Discussion

Mandamus is a writ directing a public officer or a corporation or an officer thereof to perform any of the duties set forth in Articles 3863 and 3864 of the Louisiana Code of Civil Procedure. Under La. C.C.P. art. 3863, [49,748 La.App. 2 Cir. 4] a writ of mandamus may be directed to a public officer to compel the performance of a ministerial duty required by law. The prescribed duty must be purely ministerial; mandamus will not lie to compel performance of an act

Page 879

which contains any element of discretion, however slight. Peterson v. May, 39,470 (La.App. 2d Cir. 04/13/05), 900 So.2d 297. Upon the filing of a petition for a writ of mandamus, the court shall order the issuance of an alternative writ directing the defendant to perform the act demanded or to show cause to the contrary. La. C.C.P. art. 3865.

Here Rice asserts that the ministerial duty under La. R.S. 40:1299.96 requires Dr. Williams, as Coroner of Winn Parish, to turn over any copies of medical records belonging to Rice for a reasonable charge. When that statute is violated, La. R.S. 40:1299.96(A)(2)(b)(iii) provides, in pertinent part:

A health care provider shall be provided with written notice of any violation of Items (i) or (ii) of this Subparagraph and shall be given three days to correct the noticed violation[.] If the violation is not corrected within fifteen days of receipt of the certified mail or the commercial carrier notice, any violation of Items (i) or (ii) of this Subparagraph shall be subject to a civil penalty of five hundred dollars per violation, plus attorney fees and costs at the discretion of the court, payable to the requestor of the medical records.

Relying on this language, Rice maintains that he stated plausible allegations in his petition that Dr. Williams violated the above described language. Thus, Rice argues that the trial court erred in its dismissal of the case prior to determining whether Rice was entitled to civil penalties, attorney fees, and costs.

As discussed above, upon the filing of a petition for a writ of mandamus, the court shall order the issuance of an alternative writ directing [49,748 La.App. 2 Cir. 5] the defendant to perform the act demanded or to show cause to the contrary. La. C.C.P. art. 3865. Here, a review of the record shows that once Rice's petition was granted, the trial court ordered Dr. Williams to produce copies of the medical records sought by and requested by Rice or show cause to the contrary. Dr. Williams first responded to the trial court's order by letter that after a thorough search of the office's current and archival records, no medical records belonging to Michael T. Rice were found. Dr. Williams then appeared at a show cause hearing on May 2, 2014, to determine if he was in possession of any of Rice's medical records. Dr. Williams testified that he searched for Rice's medical records, but found none.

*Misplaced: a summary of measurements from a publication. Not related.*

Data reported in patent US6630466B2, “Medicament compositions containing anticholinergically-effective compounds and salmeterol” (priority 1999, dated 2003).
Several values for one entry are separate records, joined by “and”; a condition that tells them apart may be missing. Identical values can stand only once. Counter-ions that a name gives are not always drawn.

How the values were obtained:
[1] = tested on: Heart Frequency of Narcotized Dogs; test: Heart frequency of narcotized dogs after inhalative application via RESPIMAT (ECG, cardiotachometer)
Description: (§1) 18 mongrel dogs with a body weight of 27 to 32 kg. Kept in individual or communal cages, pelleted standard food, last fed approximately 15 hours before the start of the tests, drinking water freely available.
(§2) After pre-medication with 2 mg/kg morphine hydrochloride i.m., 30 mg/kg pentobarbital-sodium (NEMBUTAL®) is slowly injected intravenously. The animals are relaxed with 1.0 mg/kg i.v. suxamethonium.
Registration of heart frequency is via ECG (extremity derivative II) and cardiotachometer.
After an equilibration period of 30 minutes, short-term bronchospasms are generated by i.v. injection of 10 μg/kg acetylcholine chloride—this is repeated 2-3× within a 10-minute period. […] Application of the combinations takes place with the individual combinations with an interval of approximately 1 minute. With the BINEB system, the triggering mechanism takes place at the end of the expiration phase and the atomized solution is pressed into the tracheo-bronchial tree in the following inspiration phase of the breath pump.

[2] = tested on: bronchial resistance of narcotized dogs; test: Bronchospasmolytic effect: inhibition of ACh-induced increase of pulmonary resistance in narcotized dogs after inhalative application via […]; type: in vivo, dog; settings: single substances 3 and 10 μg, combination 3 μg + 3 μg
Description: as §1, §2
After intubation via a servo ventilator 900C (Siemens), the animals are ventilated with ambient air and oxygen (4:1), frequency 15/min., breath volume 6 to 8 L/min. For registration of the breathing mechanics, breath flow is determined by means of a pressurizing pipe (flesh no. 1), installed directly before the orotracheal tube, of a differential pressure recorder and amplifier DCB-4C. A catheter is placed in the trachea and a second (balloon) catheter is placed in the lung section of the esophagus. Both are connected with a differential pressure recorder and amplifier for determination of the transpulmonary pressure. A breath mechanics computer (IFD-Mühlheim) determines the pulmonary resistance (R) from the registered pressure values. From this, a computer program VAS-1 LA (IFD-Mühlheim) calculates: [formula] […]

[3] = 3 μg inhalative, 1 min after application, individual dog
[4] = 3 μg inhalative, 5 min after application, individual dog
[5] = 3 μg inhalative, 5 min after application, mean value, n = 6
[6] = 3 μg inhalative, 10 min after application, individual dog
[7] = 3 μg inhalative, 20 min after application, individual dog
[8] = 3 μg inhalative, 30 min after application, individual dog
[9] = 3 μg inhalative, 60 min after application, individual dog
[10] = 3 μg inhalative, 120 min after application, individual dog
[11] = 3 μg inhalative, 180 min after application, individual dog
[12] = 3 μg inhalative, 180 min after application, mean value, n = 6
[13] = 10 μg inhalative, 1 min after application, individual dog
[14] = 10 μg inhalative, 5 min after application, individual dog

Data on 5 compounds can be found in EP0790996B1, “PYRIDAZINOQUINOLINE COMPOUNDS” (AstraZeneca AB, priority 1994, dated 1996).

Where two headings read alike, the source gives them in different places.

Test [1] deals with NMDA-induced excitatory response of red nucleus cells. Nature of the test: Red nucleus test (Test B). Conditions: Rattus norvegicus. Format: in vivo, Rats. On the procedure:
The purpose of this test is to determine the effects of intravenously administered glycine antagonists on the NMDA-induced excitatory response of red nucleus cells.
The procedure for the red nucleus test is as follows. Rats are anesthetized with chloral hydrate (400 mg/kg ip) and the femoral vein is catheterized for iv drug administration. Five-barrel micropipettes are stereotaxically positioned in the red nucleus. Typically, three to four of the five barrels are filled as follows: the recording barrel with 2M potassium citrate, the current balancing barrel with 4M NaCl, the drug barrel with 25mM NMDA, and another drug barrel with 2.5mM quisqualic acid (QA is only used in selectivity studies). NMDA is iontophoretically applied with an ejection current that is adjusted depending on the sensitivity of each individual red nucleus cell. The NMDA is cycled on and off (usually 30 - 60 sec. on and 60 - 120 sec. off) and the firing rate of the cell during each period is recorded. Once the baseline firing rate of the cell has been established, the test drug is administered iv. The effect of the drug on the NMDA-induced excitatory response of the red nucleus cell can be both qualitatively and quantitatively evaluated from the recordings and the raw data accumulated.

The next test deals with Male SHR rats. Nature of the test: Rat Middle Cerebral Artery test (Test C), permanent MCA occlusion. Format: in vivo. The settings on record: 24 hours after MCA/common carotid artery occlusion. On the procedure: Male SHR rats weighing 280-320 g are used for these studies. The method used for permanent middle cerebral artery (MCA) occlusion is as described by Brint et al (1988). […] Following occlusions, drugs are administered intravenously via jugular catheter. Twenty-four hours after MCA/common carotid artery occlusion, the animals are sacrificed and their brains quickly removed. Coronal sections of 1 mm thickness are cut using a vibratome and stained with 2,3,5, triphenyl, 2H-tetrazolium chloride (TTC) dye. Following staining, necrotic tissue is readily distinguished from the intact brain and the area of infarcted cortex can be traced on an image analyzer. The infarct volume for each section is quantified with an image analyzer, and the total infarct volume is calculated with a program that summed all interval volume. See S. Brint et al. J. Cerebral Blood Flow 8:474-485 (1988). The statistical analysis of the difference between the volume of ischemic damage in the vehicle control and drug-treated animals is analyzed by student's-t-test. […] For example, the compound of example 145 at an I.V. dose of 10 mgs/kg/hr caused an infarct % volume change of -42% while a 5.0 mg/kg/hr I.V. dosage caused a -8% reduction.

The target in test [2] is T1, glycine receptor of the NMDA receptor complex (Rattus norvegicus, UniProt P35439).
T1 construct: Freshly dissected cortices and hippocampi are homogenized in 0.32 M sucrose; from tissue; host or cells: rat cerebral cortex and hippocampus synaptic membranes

While Rice cites to the penalty provision of La. R.S. 40:1299.96(A)(2)(b)(iii), he fails to note the precise language found in that same statute under Subsection (A)(3)(a), which specifically states that medical records shall be retained by a physician for a minimum period of six years from the date a patient is last treated by a physician. Louisiana R.S. 40:1299.96(A)(3)(b) further provides that graphic matter, images, X-ray films, and like matter that were necessary to produce a diagnostic or therapeutic report shall be retained, preserved and properly stored by a physician for a minimum period of three years from the date a patient is last treated by the physician. By court order, Dr. Williams evaluated Rice in 1995. By statute, Dr. Williams was required to retain those medical records for a minimum period of six years.[3] Dr. Williams showed that he made a diligent effort to retrieve Rice's medical records, which he evidently no [49,748 La.App. 2 Cir. 6] longer retained any of them. Accordingly, Dr. Williams fulfilled his duty under La. R.S. 40:1299.96(A)(3)(a)

Page 880

and (b), and Rice's assignment of error is without merit.

Conclusion

So considering, the trial court's judgment dismissing Michael T. Rice's writ of mandamus against the Coroner of Winn Parish, Dr. Randolph L. Williams, is affirmed. All costs of this appeal are assessed to Michael T. Rice.

AFFIRMED.